Fisher Ames was a believer in the republican system of government in which the people delegate power to rule to select individuals. Many republics had existed to that point, the ancient Romans and Greeks were republic states, and the Norsemen of northern Europe also had a republic in place during the middle ages. The Roman system of government is what Ames was shooting for the new American nation. Ames was also not a lover of governments. He thought by their very nature they corrupted decent people by giving them power and also gives power and authority
to those who do not deserve it and would use that power improperly.
Outside events also factored into Ames belief in Republicanism. One was the Shay’s Rebellion and the other the French Revolution. The Shay’s Rebellion, as it is called, was more like a demonstration of civil disobedience than a rebellion. Upset over falling commodity prices a group of farmers blocked entrance to a town hall meeting, preventing that meeting from happening. This little event scared Ames. Here is where Ames fear of majority rule is justified. This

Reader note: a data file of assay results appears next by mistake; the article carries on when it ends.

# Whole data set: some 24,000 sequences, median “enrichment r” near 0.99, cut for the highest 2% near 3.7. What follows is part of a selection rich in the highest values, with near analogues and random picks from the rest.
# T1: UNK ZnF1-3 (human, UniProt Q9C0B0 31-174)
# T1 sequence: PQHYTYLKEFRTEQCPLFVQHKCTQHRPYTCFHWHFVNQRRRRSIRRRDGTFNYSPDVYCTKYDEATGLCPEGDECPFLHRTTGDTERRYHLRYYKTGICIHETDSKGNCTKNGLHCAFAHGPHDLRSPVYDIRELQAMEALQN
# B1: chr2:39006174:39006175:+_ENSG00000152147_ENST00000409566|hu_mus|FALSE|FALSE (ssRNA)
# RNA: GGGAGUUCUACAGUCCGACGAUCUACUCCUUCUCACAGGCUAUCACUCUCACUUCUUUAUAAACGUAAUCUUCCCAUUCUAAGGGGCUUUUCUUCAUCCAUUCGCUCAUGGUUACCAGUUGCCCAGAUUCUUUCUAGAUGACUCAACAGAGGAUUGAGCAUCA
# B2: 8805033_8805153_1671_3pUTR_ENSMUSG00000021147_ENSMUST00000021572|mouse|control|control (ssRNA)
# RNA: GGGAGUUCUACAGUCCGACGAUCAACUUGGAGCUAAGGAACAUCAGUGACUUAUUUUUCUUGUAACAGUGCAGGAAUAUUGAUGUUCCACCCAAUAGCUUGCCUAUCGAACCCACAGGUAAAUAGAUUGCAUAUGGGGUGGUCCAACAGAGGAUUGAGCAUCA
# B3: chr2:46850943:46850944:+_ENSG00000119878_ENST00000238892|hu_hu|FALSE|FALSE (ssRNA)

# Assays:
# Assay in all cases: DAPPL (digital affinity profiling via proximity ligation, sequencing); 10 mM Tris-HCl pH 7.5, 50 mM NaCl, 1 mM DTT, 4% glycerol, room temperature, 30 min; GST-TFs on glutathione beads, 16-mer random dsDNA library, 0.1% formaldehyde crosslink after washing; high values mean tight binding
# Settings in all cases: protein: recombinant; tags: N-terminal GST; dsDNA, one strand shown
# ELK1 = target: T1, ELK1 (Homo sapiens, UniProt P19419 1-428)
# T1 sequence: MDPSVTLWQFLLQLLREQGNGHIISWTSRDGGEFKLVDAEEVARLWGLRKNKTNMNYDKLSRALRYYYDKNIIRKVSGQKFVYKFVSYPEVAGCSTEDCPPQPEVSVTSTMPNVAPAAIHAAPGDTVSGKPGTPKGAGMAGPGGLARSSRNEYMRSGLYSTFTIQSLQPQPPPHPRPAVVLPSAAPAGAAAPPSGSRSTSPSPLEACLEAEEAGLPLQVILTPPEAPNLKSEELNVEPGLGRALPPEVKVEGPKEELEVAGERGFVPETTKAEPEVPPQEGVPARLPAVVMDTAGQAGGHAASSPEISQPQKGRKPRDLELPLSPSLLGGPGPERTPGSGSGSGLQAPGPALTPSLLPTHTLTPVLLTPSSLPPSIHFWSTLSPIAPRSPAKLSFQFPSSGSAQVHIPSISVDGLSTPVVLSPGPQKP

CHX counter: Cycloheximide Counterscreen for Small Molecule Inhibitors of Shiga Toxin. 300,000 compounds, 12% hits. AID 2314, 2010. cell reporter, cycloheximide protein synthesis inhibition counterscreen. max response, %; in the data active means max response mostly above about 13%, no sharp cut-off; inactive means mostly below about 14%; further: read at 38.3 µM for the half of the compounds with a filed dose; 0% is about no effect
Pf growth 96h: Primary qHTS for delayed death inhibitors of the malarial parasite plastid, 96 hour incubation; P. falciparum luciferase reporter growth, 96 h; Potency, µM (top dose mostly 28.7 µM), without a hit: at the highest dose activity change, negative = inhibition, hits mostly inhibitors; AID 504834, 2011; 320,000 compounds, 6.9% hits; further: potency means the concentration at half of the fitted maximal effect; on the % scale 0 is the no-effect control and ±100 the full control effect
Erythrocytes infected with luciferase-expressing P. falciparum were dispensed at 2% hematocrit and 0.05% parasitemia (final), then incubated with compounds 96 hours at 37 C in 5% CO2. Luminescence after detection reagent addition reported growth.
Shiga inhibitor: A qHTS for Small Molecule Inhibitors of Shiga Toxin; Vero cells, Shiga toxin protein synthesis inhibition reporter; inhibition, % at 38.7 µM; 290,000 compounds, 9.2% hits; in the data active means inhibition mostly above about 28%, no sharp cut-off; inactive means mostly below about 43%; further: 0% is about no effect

particular group of farmers stopped this meeting because they outnumbered the people trying to have the meeting. The French revolution was even scarier to Ames because it was everyone outside of the ruling class rebelling and completely dismantling the monarchy that ruled France. In Ames’ mind this was anarchy. An anarchy that occurred because the people were allowed to by a weak form of government. The fact that the French people replaced with the monarchy with a republic didn’t seem to impress Ames. Nor the fact that these were cases of people acting out because they were being treated unfairly by their governments.